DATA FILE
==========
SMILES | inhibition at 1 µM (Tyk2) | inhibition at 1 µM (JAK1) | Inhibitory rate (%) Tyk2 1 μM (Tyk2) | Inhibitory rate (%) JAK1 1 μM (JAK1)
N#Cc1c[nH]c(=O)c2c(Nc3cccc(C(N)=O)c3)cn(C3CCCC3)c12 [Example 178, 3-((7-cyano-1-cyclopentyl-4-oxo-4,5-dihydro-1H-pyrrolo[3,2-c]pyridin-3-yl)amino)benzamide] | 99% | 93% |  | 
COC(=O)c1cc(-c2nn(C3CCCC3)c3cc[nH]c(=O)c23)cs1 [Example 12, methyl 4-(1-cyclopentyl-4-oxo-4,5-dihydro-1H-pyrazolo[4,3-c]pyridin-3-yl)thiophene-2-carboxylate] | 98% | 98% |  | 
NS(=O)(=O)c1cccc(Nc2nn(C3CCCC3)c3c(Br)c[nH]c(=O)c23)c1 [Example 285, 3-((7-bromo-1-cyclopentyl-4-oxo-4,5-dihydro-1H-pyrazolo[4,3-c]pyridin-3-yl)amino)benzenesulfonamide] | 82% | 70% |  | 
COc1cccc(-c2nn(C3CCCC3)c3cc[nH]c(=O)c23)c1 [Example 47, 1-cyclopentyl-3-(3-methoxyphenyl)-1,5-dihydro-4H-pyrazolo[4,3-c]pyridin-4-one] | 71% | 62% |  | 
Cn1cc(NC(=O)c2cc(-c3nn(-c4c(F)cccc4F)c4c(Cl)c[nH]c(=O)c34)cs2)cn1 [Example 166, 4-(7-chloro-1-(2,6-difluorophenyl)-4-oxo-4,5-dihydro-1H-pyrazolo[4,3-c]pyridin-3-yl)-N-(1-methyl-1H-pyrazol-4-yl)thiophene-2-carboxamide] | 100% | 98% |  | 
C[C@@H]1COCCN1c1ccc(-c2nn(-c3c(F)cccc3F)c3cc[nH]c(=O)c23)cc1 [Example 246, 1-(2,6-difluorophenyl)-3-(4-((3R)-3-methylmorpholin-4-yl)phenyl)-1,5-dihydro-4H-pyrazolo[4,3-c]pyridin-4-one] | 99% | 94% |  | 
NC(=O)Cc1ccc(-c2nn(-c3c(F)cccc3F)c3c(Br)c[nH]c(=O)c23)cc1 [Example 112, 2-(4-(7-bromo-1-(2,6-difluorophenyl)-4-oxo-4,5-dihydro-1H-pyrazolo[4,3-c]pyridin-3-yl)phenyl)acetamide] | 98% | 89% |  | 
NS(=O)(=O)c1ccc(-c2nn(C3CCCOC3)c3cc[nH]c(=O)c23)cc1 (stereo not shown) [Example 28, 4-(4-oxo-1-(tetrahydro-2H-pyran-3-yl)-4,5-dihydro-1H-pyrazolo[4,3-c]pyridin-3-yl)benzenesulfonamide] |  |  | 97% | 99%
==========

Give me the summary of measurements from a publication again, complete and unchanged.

SMILES | inhibition at 1 µM (Tyk2) | inhibition at 1 µM (JAK1) | Inhibitory rate (%) Tyk2 1 μM (Tyk2) | Inhibitory rate (%) JAK1 1 μM (JAK1)
N#Cc1c[nH]c(=O)c2c(Nc3cccc(C(N)=O)c3)cn(C3CCCC3)c12 [Example 178, 3-((7-cyano-1-cyclopentyl-4-oxo-4,5-dihydro-1H-pyrrolo[3,2-c]pyridin-3-yl)amino)benzamide] | 99% | 93% |  | 
COC(=O)c1cc(-c2nn(C3CCCC3)c3cc[nH]c(=O)c23)cs1 [Example 12, methyl 4-(1-cyclopentyl-4-oxo-4,5-dihydro-1H-pyrazolo[4,3-c]pyridin-3-yl)thiophene-2-carboxylate] | 98% | 98% |  | 
NS(=O)(=O)c1cccc(Nc2nn(C3CCCC3)c3c(Br)c[nH]c(=O)c23)c1 [Example 285, 3-((7-bromo-1-cyclopentyl-4-oxo-4,5-dihydro-1H-pyrazolo[4,3-c]pyridin-3-yl)amino)benzenesulfonamide] | 82% | 70% |  | 
COc1cccc(-c2nn(C3CCCC3)c3cc[nH]c(=O)c23)c1 [Example 47, 1-cyclopentyl-3-(3-methoxyphenyl)-1,5-dihydro-4H-pyrazolo[4,3-c]pyridin-4-one] | 71% | 62% |  | 
Cn1cc(NC(=O)c2cc(-c3nn(-c4c(F)cccc4F)c4c(Cl)c[nH]c(=O)c34)cs2)cn1 [Example 166, 4-(7-chloro-1-(2,6-difluorophenyl)-4-oxo-4,5-dihydro-1H-pyrazolo[4,3-c]pyridin-3-yl)-N-(1-methyl-1H-pyrazol-4-yl)thiophene-2-carboxamide] | 100% | 98% |  | 
C[C@@H]1COCCN1c1ccc(-c2nn(-c3c(F)cccc3F)c3cc[nH]c(=O)c23)cc1 [Example 246, 1-(2,6-difluorophenyl)-3-(4-((3R)-3-methylmorpholin-4-yl)phenyl)-1,5-dihydro-4H-pyrazolo[4,3-c]pyridin-4-one] | 99% | 94% |  | 
NC(=O)Cc1ccc(-c2nn(-c3c(F)cccc3F)c3c(Br)c[nH]c(=O)c23)cc1 [Example 112, 2-(4-(7-bromo-1-(2,6-difluorophenyl)-4-oxo-4,5-dihydro-1H-pyrazolo[4,3-c]pyridin-3-yl)phenyl)acetamide] | 98% | 89% |  | 
NS(=O)(=O)c1ccc(-c2nn(C3CCCOC3)c3cc[nH]c(=O)c23)cc1 (stereo not shown) [Example 28, 4-(4-oxo-1-(tetrahydro-2H-pyran-3-yl)-4,5-dihydro-1H-pyrazolo[4,3-c]pyridin-3-yl)benzenesulfonamide] |  |  | 97% | 99%